Ruther v. United States of America et al

Filing 8

ORDER ADOPTING REPORT AND RECOMMENDATION 6 ; dismissing complaint for lack of subject-matter jurisdiction; denying a certificate of appealability; signed by District Judge Paul L. Maloney (Judge Paul L. Maloney, acr)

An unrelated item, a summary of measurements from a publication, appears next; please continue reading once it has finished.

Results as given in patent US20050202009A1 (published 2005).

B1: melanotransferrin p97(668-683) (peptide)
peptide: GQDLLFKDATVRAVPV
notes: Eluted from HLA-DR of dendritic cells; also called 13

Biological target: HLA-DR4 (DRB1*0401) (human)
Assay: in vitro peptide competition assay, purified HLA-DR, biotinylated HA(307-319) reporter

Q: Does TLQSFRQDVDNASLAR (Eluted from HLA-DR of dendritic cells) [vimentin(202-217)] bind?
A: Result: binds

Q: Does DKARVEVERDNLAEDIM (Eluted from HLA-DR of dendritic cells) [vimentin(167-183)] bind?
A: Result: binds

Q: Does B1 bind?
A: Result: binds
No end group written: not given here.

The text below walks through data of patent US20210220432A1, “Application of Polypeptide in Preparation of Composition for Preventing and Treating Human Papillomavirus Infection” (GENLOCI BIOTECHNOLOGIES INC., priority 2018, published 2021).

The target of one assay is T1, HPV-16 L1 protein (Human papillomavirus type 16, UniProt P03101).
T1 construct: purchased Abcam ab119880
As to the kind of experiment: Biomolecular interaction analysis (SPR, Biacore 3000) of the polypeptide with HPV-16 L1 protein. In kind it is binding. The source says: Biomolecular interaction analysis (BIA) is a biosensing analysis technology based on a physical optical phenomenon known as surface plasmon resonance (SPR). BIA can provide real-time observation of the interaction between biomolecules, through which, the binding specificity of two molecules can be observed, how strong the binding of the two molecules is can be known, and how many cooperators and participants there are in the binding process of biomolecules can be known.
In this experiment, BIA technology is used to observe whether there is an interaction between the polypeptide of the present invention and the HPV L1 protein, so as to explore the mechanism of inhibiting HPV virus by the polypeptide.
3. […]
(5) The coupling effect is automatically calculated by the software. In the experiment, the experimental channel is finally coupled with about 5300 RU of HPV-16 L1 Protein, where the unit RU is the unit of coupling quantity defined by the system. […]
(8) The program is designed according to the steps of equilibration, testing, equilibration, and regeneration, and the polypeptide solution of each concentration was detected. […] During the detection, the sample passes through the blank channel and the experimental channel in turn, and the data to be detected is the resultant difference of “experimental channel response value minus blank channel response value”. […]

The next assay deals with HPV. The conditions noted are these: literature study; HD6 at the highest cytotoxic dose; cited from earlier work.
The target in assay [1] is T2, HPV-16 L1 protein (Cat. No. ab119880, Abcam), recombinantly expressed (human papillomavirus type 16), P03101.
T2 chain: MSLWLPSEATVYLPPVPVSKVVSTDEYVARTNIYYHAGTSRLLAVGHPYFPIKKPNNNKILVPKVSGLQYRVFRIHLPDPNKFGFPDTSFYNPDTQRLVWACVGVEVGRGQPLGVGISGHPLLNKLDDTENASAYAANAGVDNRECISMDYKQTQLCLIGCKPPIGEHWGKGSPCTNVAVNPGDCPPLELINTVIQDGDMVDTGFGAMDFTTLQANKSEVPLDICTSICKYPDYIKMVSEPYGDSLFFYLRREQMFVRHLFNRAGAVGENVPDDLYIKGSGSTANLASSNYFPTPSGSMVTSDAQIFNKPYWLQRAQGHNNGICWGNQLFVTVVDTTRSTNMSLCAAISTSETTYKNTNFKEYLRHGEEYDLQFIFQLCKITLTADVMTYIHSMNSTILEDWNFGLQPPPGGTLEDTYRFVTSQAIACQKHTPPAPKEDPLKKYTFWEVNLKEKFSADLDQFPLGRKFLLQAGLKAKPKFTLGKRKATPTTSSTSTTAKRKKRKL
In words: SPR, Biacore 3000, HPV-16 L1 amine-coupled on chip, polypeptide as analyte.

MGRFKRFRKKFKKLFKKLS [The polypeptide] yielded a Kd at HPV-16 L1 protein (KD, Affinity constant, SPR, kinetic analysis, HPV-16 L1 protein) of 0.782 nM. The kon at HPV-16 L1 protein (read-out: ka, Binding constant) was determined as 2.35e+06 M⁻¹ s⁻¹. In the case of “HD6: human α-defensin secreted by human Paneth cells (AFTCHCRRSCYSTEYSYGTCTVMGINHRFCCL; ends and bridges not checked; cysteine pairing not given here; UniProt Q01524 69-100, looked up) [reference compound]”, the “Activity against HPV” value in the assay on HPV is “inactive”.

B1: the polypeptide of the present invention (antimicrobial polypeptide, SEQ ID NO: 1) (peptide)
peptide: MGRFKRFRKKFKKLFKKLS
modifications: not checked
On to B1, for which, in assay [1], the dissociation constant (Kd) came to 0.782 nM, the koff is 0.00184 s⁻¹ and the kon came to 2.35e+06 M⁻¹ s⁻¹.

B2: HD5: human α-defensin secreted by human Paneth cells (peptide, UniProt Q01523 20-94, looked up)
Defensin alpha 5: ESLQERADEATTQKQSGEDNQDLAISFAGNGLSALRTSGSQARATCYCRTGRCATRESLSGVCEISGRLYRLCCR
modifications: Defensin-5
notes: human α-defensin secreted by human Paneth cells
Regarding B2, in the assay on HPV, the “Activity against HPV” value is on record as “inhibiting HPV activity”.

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UNITED STATES DISTRICT COURT WESTERN DISTRICT OF MICHIGAN SOUTHERN DIVISION L. RUTHER, Plaintiff, -vUNITED STATES OF AMERICA and JOHN KUHN, Defendants. ) ) ) ) ) ) ) ) ) No. 1:17-cv-517 Honorable Paul L. Maloney ORDER ADOPTING R&R AND DISMISSING LAWSUIT FOR LACK OF JURISDICTION L. Ruther, proceeding without an attorney and in forma pauperis, filed a handwritten, incomprehensible document, which was docketed as a complaint. The magistrate judge issued a report recommending the complaint be dismissed for lack of jurisdiction or, alternatively, because the complaint failed to state a claim upon which relief may be granted. (ECF No. 6.) Ruther filed another handwritten, incomprehensible document, which has been docketed as his objections. (ECF No. 7.) After being served with a report and recommendation (R&R) issued by a magistrate judge, a party has fourteen days to file written objections to the proposed findings and recommendations. 28 U.S.C. § 636(b)(1); Fed. R. Civ. P. 72(b). A district court judge reviews de novo the portions of the R&R to which objections have been filed. 28 U.S.C. '§ 636(b)(1); Fed. R. Civ. P. 72(b). Only those objections that are specific are entitled to a de novo review under the statute. Mira v. Marshall, 806 F.2d 636, 637 (6th Cir. 1986) (per curiam) (holding the district court need not provide de novo review where the objections are frivolous, conclusive or too general because the burden is on the parties to “pinpoint those portions of the magistrate’s report that the district court must specifically consider”). Ruther’s objections generally fail to identify the specific portions of the R&R to which he objects. The complaint, which the magistrate judge reviewed, mentions events that occurred in Kentucky. Exactly what did or did not occur in Kentucky is not sufficiently explained in any comprehensible manner. In paragraph number 4, Ruther writes “James Catipay Ky Bar take I $.” The Court is aware that James Catipay, an attorney licensed to practice in Michigan, but working in California, was accused by the SEC of defrauding investors in a business that recruits mass-tort plaintiffs. The magistrate judge concluded that the complaint failed to allege sufficient facts to confer subject-matter jurisdiction. The magistrate judge located several other cases filed by Ruther, all of which have been dismissed and called “incomprehensible.” In a case filed in the Eastern District of Michigan, the court ordered Ruther to refile his complaint either in a typed format or handwritten using every other line and using both upper and lower case letter. See Ruther v. Michigan, No. 17-cv-10176, 2017 WL 2351971, at *1 n.1 (E.D. Mich. May 31, 2017). Ruther’s objections do not address the subject-matter deficiency identified by the magistrate judge. The fact that attorney Catipay is or was licensed in Michigan may assist in determining whether venue is proper, but that fact does not establish subject-matter jurisdiction. 2 Accordingly, the Report and Recommendation is ADOPTED as the Opinion of this Court. And, Ruther’s complaint is DISMISSED for lack of subject-matter jurisdiction. Finally, the Court DENIES a Certificate of Appealability. Reasonable jurists would not disagree with this result. IT IS SO ORDERED. Date: July 7, 2017 /s/ Paul L. Maloney Paul L. Maloney United States District Judge 3

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